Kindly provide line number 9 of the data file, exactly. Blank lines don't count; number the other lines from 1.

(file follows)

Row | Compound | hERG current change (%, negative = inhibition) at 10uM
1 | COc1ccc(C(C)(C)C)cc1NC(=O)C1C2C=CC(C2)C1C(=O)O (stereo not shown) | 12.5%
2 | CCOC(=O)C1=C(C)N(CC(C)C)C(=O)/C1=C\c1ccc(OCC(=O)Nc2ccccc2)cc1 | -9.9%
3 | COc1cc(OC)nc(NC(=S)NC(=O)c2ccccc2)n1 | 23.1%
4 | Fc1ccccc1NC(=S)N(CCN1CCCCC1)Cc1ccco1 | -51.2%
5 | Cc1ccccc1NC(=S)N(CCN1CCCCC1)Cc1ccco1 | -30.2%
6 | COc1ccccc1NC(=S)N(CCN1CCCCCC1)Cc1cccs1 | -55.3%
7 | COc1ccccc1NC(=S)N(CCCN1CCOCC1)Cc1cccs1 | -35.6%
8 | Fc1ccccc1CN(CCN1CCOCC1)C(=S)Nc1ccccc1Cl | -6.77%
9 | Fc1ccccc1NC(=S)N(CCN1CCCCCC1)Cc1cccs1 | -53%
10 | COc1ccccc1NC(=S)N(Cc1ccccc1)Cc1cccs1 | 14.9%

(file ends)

8 | Fc1ccccc1CN(CCN1CCOCC1)C(=S)Nc1ccccc1Cl | -6.77%